In the enamel miniature of Georgiana copied from the group portrait five years later, only her elegant head and shoulders are presented, making the image more personal. A large-scale painting displayed on a wall has become a small-scale portrait, and the experience of looking at a formal painting of a group has become an intimate encounter between the viewer and the sitter.

Close connections

Painted enamel likenesses of loved ones were treasured possessions which celebrated personal connections. For the gentry and aristocracy they could also be an eloquent way to express their social status. The miniature of Anne Churchill is engraved with her familial connections – as the daughter of the 1st Duke of Marlborough, wife of the 3rd Earl of Sunderland and mother of the 2nd Duke of Marlborough. This enamel, set in its engraved case, has become a memorial to Anne and her important role in securing for her husband's family the Dukedom of Marlborough, transferred from her father to her son.

Enamel miniature on copper of Anne Churchill (front and back view), Charles Boit, about 1710, England. Museum no. Loan:Gilbert.293-2008. © The Rosalinde and Arthur Gilbert Collection on loan to the Victoria and Albert Museum, London

Miniatures were also used to remember lost family members. The 1806 enamel portrait of Captain John Whitby graces the cover of a locket, which holds a memorial poem and a lock of his hair.

Enamel miniature on copper of Captain John Whitby, Henry Pierce Bone, 1806, England. Museum no. Loan:Gilbert.261-2008. © The Rosalinde and Arthur Gilbert Collection on loan to the Victoria and Albert Museum, London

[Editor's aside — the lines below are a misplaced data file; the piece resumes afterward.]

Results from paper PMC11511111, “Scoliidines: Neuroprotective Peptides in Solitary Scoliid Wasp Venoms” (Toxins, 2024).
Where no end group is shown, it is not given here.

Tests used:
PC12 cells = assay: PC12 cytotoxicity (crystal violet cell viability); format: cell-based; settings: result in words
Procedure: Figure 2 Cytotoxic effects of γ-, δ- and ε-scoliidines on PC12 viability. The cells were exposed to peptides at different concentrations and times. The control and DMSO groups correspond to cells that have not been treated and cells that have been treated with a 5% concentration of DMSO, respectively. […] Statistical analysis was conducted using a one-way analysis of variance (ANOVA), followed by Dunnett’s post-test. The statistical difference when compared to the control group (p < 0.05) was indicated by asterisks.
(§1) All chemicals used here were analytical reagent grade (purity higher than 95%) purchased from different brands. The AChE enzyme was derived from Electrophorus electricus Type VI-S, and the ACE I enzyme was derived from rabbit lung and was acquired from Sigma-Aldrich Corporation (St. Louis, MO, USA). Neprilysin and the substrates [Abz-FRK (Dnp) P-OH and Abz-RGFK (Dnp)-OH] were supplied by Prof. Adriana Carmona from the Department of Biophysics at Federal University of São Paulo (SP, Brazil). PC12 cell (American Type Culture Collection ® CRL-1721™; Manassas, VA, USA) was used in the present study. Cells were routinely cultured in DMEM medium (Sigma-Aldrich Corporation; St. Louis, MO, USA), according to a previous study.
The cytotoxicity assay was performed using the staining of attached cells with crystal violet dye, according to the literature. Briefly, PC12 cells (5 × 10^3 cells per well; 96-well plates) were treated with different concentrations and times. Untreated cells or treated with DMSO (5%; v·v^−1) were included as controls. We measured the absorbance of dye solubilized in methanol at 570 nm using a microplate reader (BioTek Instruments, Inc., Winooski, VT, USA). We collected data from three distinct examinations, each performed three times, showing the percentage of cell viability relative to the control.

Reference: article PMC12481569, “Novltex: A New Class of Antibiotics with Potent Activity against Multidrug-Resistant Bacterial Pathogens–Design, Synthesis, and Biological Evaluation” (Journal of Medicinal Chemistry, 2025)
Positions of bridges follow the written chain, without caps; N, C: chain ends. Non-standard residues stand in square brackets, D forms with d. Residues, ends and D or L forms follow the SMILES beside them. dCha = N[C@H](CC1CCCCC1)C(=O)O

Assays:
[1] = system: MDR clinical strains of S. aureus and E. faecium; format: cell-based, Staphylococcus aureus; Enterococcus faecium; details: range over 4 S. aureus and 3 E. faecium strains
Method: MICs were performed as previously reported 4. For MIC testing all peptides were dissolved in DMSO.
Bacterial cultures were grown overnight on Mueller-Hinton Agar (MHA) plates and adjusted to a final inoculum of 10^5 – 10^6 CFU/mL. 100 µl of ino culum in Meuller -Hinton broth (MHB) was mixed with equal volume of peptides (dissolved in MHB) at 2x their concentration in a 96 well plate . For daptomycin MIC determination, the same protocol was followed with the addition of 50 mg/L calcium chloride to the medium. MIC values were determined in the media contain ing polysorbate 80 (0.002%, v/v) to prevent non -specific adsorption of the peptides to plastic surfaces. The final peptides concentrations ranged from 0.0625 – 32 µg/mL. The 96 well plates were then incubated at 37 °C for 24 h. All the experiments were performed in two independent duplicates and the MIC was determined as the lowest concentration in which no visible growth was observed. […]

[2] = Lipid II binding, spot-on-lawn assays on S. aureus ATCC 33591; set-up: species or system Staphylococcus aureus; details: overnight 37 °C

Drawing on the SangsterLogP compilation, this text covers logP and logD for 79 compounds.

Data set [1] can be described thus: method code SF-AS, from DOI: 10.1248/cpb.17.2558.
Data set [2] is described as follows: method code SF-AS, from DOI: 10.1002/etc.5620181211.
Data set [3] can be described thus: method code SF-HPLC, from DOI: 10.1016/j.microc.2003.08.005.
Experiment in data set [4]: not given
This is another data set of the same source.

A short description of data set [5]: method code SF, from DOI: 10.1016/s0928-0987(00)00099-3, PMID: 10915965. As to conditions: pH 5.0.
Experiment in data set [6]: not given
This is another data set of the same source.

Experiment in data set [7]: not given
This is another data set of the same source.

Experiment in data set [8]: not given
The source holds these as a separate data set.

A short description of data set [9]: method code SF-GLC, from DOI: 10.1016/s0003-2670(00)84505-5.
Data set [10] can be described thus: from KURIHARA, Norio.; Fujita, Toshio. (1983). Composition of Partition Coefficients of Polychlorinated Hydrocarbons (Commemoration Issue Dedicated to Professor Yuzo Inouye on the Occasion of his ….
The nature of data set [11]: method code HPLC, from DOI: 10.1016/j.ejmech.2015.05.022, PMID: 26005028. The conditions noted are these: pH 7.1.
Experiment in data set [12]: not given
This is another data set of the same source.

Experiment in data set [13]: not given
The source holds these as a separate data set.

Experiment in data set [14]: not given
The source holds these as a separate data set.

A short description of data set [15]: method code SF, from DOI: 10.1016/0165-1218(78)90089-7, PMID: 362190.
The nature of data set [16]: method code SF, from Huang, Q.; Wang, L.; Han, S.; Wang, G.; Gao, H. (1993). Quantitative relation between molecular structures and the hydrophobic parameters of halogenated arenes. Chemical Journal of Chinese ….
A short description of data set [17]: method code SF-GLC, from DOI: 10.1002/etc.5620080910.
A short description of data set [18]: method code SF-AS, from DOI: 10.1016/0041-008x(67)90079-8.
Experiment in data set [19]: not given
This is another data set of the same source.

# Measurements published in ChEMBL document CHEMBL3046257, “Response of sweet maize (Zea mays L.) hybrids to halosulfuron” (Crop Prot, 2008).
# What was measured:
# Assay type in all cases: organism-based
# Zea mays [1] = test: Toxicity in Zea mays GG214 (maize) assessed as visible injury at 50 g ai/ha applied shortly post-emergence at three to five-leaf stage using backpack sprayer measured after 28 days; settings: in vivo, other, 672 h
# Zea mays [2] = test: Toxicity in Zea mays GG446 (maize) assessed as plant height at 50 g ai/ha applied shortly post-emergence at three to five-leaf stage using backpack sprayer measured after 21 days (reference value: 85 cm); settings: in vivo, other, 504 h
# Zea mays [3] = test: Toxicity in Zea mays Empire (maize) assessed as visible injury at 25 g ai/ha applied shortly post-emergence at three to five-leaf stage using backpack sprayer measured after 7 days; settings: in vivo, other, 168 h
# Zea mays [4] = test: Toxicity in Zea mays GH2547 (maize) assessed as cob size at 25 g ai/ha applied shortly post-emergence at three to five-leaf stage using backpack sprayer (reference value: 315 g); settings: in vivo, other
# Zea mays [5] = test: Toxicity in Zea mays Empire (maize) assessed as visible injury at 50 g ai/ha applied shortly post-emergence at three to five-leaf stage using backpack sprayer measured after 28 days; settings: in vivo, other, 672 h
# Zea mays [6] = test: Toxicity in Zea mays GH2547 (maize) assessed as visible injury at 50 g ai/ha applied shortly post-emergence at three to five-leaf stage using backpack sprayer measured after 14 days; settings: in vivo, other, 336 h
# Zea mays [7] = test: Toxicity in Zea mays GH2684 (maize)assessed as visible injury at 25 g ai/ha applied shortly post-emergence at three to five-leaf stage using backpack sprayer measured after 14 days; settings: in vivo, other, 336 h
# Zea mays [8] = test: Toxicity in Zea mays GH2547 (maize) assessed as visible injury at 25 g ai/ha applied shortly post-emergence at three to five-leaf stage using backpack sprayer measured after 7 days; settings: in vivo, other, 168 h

Portraits as presents

Enamel miniature portraits were initially popular as diplomatic presents, given by rulers to their subjects, or to essential allies. From the 1660s, such presents were framed with diamonds, and called 'boite a portrait', French for 'box with a portrait', even though they have nothing to do with a box! As diamonds were frequently dismantled and sold, this example, with its original setting, is an extremely rare survivor. It depicts an Elector – a German prince entitled to take part in the most prestigious election of the Holy Roman Emperor – the largest empire in Western Europe at the time.

BoÎte à portrait (portrait box) containing the miniature of an Elector with red bow, J.M. Khaetscher, 1690 – 5, Düsseldorf, Germany. Museum no. Loan:Gilbert.294-2008. © The Rosalinde and Arthur Gilbert Collection on loan to the Victoria and Albert Museum, London

The potential for secrecy made miniatures the perfect gift for a lover, allowing them to keep their beloved physically close, but hidden, and to contemplate their face in private. Miniatures were also given to celebrate more legitimate unions and were popular as wedding gifts, particularly in the 18th century when wives often wore their husband's image as part of a bracelet or necklace. This pair of portraits of a newly wed couple would have originally been set in a pendant or bracelet so that they could have been worn. These later frames would have been added to make them more easy to display in a cabinet, or on a wall.